The world’s largest, fastest-emerging industrial economies are posing grave questions for the coming generation: for how long will the inequalities produced by the unending pursuit of economic growth remain sustainable, for how long will our finite natural resources last if they continue to be rapidly commercialised, and can the environment stand the future demand of several billion new consumers?
Despite phenomenal rates of economic growth, India is failing to improve in terms of social indicators. Only by treating growth as a means to development, rather than an end in itself, will broad-based changes in living standards be achieved, argue Jean Dreze and Amartya Sen.
Early in the 20th century, Rabindranath Tagore articulated a social vision where exploitation would give way to a just, humane, collectively owned economy. Applying his 'cooperative principle' in modern India would ensure the benefits of the current economic boom are shared by all, writes Ananya Mukherjee.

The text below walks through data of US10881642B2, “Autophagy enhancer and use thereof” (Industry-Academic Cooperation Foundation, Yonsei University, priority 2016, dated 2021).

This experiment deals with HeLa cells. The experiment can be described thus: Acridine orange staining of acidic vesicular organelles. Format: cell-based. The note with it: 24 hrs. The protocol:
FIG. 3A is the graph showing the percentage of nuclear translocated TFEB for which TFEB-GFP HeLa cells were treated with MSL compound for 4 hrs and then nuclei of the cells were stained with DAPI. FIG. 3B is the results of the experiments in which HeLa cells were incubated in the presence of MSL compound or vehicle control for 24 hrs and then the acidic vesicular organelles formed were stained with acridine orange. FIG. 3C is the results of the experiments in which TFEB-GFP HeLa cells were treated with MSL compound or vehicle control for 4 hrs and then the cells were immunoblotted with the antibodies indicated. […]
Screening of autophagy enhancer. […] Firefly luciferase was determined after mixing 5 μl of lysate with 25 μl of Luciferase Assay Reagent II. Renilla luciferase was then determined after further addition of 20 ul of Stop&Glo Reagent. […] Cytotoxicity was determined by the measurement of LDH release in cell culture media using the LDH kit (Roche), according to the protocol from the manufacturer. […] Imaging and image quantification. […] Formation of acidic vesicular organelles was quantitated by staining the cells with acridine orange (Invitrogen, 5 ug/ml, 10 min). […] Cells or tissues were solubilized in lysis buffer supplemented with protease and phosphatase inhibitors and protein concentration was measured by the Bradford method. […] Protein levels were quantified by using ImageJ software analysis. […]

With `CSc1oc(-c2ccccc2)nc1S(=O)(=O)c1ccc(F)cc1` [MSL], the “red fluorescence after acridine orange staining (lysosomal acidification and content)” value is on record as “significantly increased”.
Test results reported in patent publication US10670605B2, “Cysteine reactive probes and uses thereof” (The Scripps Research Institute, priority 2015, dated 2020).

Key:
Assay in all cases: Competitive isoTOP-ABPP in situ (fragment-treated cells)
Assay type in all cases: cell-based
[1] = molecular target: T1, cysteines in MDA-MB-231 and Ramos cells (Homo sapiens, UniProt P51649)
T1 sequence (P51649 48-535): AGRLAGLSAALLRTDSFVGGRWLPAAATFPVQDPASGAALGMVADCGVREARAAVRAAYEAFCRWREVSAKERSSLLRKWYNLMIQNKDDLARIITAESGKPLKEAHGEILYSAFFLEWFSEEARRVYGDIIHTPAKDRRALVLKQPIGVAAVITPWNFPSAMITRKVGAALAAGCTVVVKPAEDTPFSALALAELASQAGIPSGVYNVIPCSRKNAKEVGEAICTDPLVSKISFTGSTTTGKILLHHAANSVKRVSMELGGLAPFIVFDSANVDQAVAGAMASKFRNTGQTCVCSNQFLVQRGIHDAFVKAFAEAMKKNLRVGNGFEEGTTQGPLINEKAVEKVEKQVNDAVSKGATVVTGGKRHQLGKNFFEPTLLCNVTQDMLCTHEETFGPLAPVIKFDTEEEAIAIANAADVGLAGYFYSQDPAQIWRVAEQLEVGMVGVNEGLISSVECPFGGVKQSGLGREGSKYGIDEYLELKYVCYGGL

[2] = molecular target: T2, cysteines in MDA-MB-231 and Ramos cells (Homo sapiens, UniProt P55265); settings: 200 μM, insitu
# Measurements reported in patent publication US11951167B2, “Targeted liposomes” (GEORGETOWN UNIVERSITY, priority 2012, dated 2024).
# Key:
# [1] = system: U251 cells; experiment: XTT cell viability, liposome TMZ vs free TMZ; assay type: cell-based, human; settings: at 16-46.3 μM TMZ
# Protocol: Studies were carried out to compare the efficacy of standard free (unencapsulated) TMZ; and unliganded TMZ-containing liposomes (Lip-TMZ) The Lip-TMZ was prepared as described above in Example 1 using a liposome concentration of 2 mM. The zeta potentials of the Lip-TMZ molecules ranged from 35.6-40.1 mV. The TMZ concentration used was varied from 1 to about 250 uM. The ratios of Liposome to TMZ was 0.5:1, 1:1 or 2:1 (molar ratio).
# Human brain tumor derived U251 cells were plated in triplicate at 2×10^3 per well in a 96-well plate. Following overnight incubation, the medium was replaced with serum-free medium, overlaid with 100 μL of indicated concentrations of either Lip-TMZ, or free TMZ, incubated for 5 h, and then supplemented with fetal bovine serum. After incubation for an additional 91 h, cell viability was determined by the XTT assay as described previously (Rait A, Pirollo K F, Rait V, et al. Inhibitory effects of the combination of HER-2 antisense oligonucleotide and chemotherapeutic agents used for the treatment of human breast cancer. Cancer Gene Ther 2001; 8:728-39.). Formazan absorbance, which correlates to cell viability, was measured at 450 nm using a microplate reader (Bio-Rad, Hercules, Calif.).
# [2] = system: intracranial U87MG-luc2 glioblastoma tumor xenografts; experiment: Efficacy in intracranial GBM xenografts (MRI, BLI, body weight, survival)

Cash transfers are fast becoming the preferred strategy for poverty reduction in India. But while redistributive policies are desirable, transferring money directly to poor people cannot and should not replace the provision of essential goods and services, argues Jayati Ghosh.
Conventional theories suggest that international trade will benefit human development, but the reality on the ground in South Asia does not bear this out. Inequities persist in the global trading system to the detriment of developing countries' interests, says a report by the Mahbub ul Haq Human Development Centre.
India’s recent economic growth has been an urban phenomenon, delivering little benefit for the rural poor. But community-led development, which focuses on equity, employment and sustainability, offers an alternative kind of progress, write Leah Temper and Supriya Singh.
In striving to make India a superpower, the country's ruling elite are ignoring the needs of its people. The hope for change now lies in the social movements who are resisting the exploitation of their forests, mountains and rivers in the name of ‘progress’, writes Arundhati Roy.
Pakistan's $3 billion annual debt repayments dwarf current levels of emergency aid pledged in the wake of recent flooding. Debt relief and grants, rather than new loans, are essential if the country is to recover and develop the means to withstand such disasters in future.